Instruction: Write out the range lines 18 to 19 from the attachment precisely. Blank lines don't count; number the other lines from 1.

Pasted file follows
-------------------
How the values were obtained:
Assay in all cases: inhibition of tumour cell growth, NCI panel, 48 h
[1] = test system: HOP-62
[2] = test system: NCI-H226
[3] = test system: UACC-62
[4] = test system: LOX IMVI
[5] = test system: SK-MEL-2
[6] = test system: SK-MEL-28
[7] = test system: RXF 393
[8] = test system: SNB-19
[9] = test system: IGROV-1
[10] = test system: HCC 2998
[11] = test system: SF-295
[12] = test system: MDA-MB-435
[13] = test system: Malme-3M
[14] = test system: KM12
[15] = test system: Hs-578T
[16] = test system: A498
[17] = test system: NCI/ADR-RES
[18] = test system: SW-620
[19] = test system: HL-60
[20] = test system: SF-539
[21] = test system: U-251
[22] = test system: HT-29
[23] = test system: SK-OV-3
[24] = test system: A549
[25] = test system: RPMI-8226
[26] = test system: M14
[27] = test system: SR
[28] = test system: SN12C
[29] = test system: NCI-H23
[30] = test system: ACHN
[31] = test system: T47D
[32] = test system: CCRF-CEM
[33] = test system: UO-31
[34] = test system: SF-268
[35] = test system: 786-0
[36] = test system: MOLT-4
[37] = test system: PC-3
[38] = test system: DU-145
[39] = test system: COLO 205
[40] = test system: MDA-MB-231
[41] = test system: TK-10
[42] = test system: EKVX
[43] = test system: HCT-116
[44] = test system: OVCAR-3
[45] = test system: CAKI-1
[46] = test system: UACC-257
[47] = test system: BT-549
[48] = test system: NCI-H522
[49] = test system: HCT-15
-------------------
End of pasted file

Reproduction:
[16] = test system: A498
[17] = test system: NCI/ADR-RES